July 25, 2013
Mission team returns from Mexico
SAN ESTEBAN, MEXICO [OCA]
With the blessing of His Eminence, Archbishop Alejo of Mexico City, seven Spanish-speaking laypeople from various parishes in the US met in Mexico City on July 6, 2013 to begin their ministry as the Orthodox Church in America’s inaugural teaching team to San Esteban Mission in the foothills of Hidalgo, Mexico. [See related story.]
Leading the team were Archpriests Ted Pisarchuk and Antonio Perdomo. Team members included Joel Appelfeldt, Mary Ann Bertram, Larry Coor, Sara Dawson, Seraphima Karbo, Robert Levings and Rebecca Showalter. Accompanied by Hieromonk Serafín [Mendoza Segundo], Novice Fidencio [Ulises Barrangan] and Subdeacon Abraham Labrada, they slowly made their way from Mexico City to San Esteban.
“San Esteban is an Aztec city of about 1,000 inhabitants,” explained team member Sara Dawson. “Because of the remoteness of the town and the often troublesome road conditions, a priest can only come to the mission in San Esteban a few times each year. The teaching team spent a total of three and a half days in the town teaching and getting to know the people from the town.”
The residents of San Esteban warmly welcomed the team at the town’s entrance before leading them to the church, where they spent the next three days teaching.
“In the mornings, we worked with the children of the village,” Sara continued. “On Tuesday morning, thirty timid children joined us for a lesson about Jesus—and by Wednesday morning, 60 excited children encircled us to learn about the Liturgy and all the different traditions of the Church.”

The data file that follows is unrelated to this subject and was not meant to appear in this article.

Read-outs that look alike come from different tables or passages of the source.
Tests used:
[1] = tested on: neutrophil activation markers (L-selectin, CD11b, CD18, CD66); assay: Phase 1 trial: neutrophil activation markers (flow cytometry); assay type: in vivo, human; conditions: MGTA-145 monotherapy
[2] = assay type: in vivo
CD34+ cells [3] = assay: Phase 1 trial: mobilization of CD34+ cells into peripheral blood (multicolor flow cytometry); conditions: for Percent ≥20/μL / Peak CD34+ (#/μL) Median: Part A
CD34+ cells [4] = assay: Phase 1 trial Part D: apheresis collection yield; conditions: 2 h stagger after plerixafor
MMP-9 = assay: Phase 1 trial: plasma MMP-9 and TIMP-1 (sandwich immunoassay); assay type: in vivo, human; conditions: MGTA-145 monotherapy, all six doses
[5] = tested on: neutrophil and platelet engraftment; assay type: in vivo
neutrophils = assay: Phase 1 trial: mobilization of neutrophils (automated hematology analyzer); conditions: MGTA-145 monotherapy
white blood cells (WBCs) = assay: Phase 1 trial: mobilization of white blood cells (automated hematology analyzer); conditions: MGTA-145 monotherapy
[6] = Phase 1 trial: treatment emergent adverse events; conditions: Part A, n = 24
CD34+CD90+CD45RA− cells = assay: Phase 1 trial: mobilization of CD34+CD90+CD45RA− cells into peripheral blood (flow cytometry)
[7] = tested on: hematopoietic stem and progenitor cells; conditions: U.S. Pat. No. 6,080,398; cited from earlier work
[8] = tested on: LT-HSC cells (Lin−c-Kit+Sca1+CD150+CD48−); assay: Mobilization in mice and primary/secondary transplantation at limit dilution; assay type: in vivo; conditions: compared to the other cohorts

According to Rebecca Showalter, “the best part of the trip for me were the kids. To see all of them sitting quietly on the floor and staring with such genuine interest when showing them simple things like a censer or chalice was priceless.”
In the evenings, the team celebrated Vespers and other services, followed by educational sessions and brief lessons in liturgical singing.
“The adults were especially engaged in and receptive to the teaching sessions, and by Thursday’s Divine Liturgy, the entire crowd was responding during the litanies and participating in the services,” Sara said. “After the Liturgy, the faithful gathered all the icons and crosses in the church and processed around the village, accompanied by the town band.”
Despite a Thursday afternoon storm that knocked out the town’s power source, people still came to the final service and listened intently as Father Antonio read the Gospel by flashlight and conducted the teaching session by candlelight.
“On Friday morning, we said goodbye to the residents of San Esteban,” said Mary Ann Bertram. “Many people asked when we would be coming back. I was really moved by the initial greeting and the goodbyes of the people of San Esteban.”
San Esteban’s first encounter with Orthodox Christianity dates back to the 1920s.
“One elderly lady in the town recounted the history of the Orthodox church to the team, as she can still remember when the first Russian missionary, Father Armene, came to San Esteban and founded a mission in 1925,” said Sara. “According to the woman, who remembers meeting Father Armene as a child, the priest planted at least 10 churches in the area that Archbishop Alejo is now working hard to make sure are served.
“After Father Armene, two other priests served at the church,” Sara added. “Today, Father Serafin is the priest-in-charge, and during our trip, we blessed property that has been recently acquired by the diocese on which a rectory will be constructed, allowing Father Serafin to fully serve the community in San Esteban and nearby missions.”
Father Ted hailed this inaugural trip as a success, saying that “the team members came together like a well-oiled machine.”
[Non-text portions of this message have been removed]